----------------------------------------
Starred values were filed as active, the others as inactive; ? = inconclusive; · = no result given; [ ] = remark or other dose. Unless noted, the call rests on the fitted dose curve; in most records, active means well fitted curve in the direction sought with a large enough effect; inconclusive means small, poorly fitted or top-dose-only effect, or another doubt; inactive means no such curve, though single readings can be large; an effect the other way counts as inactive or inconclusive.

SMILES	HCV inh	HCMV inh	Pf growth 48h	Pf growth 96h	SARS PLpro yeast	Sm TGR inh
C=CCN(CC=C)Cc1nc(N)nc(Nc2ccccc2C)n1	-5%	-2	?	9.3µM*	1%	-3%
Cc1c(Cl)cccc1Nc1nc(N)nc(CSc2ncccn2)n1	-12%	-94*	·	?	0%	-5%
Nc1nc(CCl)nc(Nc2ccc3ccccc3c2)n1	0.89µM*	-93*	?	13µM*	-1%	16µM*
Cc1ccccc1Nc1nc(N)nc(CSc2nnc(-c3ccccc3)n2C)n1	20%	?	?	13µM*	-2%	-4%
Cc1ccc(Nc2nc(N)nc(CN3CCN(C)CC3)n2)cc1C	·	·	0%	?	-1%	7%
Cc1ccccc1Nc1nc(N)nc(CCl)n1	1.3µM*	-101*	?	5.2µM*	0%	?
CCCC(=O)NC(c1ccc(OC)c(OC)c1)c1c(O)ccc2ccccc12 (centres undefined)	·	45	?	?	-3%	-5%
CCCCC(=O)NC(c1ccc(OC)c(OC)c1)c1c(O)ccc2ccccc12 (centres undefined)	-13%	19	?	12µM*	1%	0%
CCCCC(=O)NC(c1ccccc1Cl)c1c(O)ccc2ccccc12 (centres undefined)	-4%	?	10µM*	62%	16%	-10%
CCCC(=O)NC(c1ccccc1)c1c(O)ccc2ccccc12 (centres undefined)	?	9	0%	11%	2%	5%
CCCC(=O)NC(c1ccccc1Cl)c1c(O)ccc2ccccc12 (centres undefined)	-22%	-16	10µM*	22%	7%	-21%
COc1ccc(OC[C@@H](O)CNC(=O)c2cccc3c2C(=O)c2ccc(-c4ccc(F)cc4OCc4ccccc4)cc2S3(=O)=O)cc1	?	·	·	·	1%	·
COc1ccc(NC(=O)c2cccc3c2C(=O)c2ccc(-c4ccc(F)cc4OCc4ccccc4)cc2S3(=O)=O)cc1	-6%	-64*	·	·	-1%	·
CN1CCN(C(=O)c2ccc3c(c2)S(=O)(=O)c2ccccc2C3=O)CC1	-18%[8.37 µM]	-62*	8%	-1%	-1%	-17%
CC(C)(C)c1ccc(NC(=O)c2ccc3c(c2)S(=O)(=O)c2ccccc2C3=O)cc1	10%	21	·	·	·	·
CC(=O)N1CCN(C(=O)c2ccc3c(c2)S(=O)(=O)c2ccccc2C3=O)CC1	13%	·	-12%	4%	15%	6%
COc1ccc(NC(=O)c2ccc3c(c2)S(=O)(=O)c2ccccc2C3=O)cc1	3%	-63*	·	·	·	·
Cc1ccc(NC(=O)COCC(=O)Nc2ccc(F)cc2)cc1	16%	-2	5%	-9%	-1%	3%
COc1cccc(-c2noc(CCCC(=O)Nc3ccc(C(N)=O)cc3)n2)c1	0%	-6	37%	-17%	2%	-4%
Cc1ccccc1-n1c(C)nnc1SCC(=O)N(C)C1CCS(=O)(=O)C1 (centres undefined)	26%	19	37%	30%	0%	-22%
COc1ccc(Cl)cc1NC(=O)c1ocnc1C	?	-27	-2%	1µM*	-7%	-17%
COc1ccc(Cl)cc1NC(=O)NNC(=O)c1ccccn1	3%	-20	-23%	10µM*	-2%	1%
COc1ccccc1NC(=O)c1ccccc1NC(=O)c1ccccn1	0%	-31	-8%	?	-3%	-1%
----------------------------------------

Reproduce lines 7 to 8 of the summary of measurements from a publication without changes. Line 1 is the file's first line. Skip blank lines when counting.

Cc1ccc(Nc2nc(N)nc(CN3CCN(C)CC3)n2)cc1C	·	·	0%	?	-1%	7%
Cc1ccccc1Nc1nc(N)nc(CCl)n1	1.3µM*	-101*	?	5.2µM*	0%	?